Thousands of chemicals serving a variety of human needs flood into sewage treatment plants once their use life has ended. Many belong to a class of chemicals known as CECs (for chemicals of emerging concern), which may pose risks to both human and environmental health.
Arjun Venkatesan, a recent doctorate and Rolf Halden, professor and director of the Center for Environmental Security at Arizona State University's Biodesign Institute, have carried out meticulous tracking of many of these chemicals.
In a study appearing today in the Nature Publishing Group journal Scientific Reports, both authors outline a new approach to the identification of potentially harmful, mass-produced chemicals, describing the accumulation in sludge of 123 distinct CECs.
Ten of the 11 chemicals found in greatest abundance in treated municipal sludge or biosolids were high-production volume chemicals, including flame-retardants, antimicrobials and surfactants.
The study shows a strong overlap between chemicals found in biological samples taken from the human population and those detected in municipal biosolids. These findings suggest that analysis of sludge may provide a useful surrogate for the assessment of human exposure and bioaccumulation of potentially hazardous substances.
According to Venkatesan, "presence of CECs in sewage suggests that consumers already may get exposed to these chemicals prior to their discharge into sewage, suggesting a need for human biomonitoring and risk assessment of these priority chemicals."
Prioritizing the thousands of CECs and predicting their behavior has been a daunting challenge. Evaluation is costly, tedious and time-consuming. Further, as the new study emphasizes, laboratory modeling of chemical behavior, including rates of environmental breakdown and potential for bioaccumulation often deviate significantly from real-world scenarios.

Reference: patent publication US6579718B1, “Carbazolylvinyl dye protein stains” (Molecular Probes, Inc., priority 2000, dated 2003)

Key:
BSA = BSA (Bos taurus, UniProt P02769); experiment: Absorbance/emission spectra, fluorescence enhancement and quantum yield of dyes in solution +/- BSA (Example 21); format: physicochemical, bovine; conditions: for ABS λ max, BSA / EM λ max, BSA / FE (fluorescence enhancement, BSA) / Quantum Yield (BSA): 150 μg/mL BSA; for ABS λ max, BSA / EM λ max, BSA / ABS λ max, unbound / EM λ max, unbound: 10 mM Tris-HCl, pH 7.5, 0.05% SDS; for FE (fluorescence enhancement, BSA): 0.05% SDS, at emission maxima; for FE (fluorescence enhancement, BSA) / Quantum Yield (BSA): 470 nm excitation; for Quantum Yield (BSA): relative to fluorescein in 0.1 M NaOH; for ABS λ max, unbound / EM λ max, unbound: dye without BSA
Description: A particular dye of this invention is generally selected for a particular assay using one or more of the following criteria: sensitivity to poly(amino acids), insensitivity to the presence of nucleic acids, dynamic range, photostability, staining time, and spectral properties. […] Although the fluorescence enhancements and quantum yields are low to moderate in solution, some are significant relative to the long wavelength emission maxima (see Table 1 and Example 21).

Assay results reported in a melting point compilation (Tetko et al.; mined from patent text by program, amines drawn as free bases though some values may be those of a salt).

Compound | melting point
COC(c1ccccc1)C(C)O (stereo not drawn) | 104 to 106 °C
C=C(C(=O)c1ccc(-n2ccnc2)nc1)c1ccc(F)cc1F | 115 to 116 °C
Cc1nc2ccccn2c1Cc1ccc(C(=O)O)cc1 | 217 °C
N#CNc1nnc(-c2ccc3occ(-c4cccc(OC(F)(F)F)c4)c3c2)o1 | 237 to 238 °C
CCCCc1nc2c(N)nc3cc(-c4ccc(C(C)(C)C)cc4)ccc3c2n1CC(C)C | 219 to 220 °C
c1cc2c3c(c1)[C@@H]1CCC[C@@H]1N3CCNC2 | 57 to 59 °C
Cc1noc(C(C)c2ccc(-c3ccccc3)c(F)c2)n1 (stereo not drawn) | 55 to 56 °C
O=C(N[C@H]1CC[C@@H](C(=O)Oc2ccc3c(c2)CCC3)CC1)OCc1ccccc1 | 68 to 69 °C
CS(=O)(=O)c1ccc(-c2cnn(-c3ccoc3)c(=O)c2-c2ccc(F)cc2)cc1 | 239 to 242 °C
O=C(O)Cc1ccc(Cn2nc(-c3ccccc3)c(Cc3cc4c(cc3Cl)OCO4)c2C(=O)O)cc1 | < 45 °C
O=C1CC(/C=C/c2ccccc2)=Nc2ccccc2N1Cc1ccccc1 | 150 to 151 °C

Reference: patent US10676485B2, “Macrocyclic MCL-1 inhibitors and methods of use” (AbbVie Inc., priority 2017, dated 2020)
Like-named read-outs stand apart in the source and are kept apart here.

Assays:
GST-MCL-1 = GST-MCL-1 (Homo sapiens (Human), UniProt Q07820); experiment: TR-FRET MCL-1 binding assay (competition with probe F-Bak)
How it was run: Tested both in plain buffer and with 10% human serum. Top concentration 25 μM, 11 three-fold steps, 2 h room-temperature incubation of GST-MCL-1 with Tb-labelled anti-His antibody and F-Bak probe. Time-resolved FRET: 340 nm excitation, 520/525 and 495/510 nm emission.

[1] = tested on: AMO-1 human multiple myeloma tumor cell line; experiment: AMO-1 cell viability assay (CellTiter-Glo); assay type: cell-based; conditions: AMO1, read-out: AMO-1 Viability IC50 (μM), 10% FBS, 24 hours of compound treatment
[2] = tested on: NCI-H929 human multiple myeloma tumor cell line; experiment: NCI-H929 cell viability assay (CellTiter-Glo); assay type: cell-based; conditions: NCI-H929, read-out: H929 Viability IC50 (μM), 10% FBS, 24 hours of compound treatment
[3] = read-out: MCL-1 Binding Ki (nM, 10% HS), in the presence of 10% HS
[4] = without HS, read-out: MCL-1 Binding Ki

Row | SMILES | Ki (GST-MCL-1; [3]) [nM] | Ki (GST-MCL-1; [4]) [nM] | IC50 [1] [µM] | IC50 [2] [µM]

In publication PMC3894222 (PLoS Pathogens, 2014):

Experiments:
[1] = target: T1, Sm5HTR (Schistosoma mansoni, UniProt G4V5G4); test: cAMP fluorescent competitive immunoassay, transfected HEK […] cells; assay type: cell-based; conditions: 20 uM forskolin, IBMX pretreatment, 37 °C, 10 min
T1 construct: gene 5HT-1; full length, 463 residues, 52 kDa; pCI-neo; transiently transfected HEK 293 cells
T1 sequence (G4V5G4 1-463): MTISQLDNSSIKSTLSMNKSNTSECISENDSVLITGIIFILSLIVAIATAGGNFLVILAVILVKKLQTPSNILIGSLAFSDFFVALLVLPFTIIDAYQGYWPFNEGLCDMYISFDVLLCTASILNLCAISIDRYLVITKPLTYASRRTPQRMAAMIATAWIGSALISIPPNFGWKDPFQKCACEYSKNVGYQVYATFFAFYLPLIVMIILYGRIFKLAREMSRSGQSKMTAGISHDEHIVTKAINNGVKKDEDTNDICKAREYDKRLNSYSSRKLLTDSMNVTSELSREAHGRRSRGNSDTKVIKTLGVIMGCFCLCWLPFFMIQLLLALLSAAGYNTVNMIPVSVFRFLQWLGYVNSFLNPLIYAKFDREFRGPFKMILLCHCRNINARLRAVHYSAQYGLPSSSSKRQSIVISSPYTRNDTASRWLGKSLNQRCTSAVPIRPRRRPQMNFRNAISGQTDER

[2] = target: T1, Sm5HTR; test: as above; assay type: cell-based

Conventional chemical screening evaluates the persistence, bioaccumulation and potential toxicity of various chemicals. The method however suffers from two shortcomings: the production rates of chemicals in current use are not incorporated into analysis and the detailed behavior of these chemicals in real-world biological systems—including the human body—is not assessed.
In the current study, a repository of samples from U.S. wastewater treatment plants, created and maintained by Halden at ASU's Biodesign Institute was used to conveniently identify CECs, as well as evaluate their potential for bioaccumulation and their ability to withstand degradation processes. The working hypothesis proposes that such treatment plants may act as reliable gauges for monitoring chemical prevalence and bioaccumulation potential relevant to human society and the environment.
Specifically, chemicals managing to survive primary and secondary treatment in municipal sewage systems display notable resistance to aerobic and anaerobic digestion processes and are therefore more likely to stubbornly persist in the environment upon their release.
As Halden notes, post-treatment sludge provides a sink for water-avoiding (hydrophobic) organic compounds. Such sludge is often applied to land, where the persisting hydrophobic chemicals (including polychlorinated biphenyls [PCBs], briominated flame retardants [BFRs] and various pharmaceutical and personal care products including antimicrobial agents) can accumulate in considerable quantity.